Food Allergies 101
Updated: Aug 9
This post is an informational post with facts all about food allergies. Special credit and thanks to Food Allergy Research and Education (FARE). FARE is an amazing company with many resources and information about food allergies. This post will be a basic summary of what I think is the most important information based off two slide shows I had to make for school with credits to FARE. If you need more information please go to FARE's website and read all the resources available there.
What are food allergies?
A food allergy is an overreaction in the immune system to a food. The immune system is supposed to protect the body from germs. During the overreaction in the immune system, the immune system thinks the food is harmful, and then releases chemicals such as histamine. Basically the immune system tries to fight off the food as if it was a germ. Therefore the food someone is allergic to is a food allergen and the response their body has to the food is an allergic reaction. A person can have one food allergy or multiple food allergies. Anyone can develop any food allergy at any time. In America over 15 million people have food allergies.
What are NOT food allergies?
A food allergy is not a food intolerance or a dislike of certain foods. A food intolerance is when your body has trouble digesting a food. Food intolerances are not life threatening.
Top 8 Allergens
These are the most common food allergies people have:
And for a 9th I would put Sesame (Sesame is currently not considered to be a major allergen)
People can be allergic to any food, there are over 170 known food allergens. People also can be allergic to allergens that are not food, such as latex, pollen and bee stings.
Allergic reactions can range from mild to very serious. The most dangerous reaction is called anaphylaxis. Anaphylaxis is a severe allergic reaction that happens very quickly, where the blood stops circulating and it is hard to breathe. Anaphylaxis may cause death. Allergic reactions are very unpredictable. The severity and symptoms can all change from one reaction to the next. During an allergic reaction one or more symptoms may occur. A person's past reactions do not predict future reactions. Even just small amounts of an allergen can trigger a reaction.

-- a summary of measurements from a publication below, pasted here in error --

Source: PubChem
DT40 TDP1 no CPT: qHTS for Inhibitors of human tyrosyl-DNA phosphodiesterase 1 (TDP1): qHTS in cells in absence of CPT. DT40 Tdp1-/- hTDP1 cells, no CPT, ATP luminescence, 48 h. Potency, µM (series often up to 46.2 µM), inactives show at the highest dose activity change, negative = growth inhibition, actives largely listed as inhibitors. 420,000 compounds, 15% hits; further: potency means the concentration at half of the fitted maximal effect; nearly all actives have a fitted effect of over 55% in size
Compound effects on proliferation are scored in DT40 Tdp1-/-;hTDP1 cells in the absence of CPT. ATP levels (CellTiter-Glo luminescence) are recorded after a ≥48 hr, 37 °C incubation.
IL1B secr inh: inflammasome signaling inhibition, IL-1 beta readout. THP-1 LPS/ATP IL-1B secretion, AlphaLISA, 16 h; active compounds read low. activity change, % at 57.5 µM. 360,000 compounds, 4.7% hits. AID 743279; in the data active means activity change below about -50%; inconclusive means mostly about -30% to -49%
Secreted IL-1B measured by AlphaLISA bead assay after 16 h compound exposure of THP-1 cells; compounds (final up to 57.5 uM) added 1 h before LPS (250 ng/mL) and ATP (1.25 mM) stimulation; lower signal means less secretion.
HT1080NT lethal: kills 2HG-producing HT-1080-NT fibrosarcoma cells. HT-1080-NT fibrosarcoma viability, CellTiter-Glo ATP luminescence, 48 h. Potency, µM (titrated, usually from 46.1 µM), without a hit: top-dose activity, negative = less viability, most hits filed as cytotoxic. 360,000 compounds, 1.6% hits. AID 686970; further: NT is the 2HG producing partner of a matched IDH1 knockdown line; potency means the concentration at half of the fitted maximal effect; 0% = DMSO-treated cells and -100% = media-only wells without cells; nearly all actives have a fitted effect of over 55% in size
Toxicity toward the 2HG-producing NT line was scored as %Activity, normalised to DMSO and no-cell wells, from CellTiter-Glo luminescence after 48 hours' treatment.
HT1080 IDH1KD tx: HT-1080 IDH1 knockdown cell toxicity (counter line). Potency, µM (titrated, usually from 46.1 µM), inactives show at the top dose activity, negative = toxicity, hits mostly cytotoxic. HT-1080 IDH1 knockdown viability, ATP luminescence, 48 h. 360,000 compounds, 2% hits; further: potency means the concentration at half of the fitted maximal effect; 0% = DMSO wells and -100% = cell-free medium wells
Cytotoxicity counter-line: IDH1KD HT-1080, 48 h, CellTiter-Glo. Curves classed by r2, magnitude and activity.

Symptoms of an Allergic Reaction
A person could have one or more of these symptoms during an allergic reaction.
Mild Symptoms include:
Itchy and/or runny nose and/or sneezing
Mild itch and/or a few hives on skin
Mild nausea and/or discomfort in gut
Severe Symptoms include:
Short of breath in lungs and/or wheezing and/or repetitive cough
Looks pale and/or blue and/or person feels faint and/or dizzy and/or have weak pulse
Throat is tight and/or hoarse and/or person has trouble breathing and/or swallowing
Major swelling of tongue and/or lips in the mouth
Many hives all over the skin and/or widespread redness on skin
Severe vomiting and/or diarrhea
Person feels something bad is going to happen and/or anxiety and/or confusion
There can also be a combination of symptoms from different parts of the body.
Epinephrine is the only medication that can reverse the severe symptoms of allergic reactions and Anaphylaxis. Up to two epinephrine auto-injectors can be given during an allergic reaction. An injection of epinephrine should be given in the outer thigh, through clothing is usually okay. Asthma medications can also be used after the epinephrine has been given. After the epinephrine is injected, the person must be taken to the emergency room since additional medication and treatment is needed to manage the reaction. If epinephrine is not injected fast enough during Anaphylaxis, this can cause death. If the reaction is minor and not Anaphylaxis, antihistamines like Benadryl can be given. Antihistamines should never be used in place of epinephrine and in case of anaphylaxis antihistamines should not be given first. A person with known food allergies should be carrying their own epinephrine, and if needed, antihistamines and asthma medications.
There is no cure
There is no cure for food allergies. At least not yet. The only way to keep from having an allergic reaction is for the person to stay away from the food they are allergic to. Allergies usually are lifelong, but sometimes are outgrown. A person with food allergies adjusts to living everyday being careful of what they eat. They should read labels to avoid food that contains, may contain or has cross contain with their allergen. They also should not eat food without labels and should not share food with others. They also should always carry their epinephrine with them.
For more information please visit the website of Food Allergy Research and Education (FARE) at http://www.foodallergy.org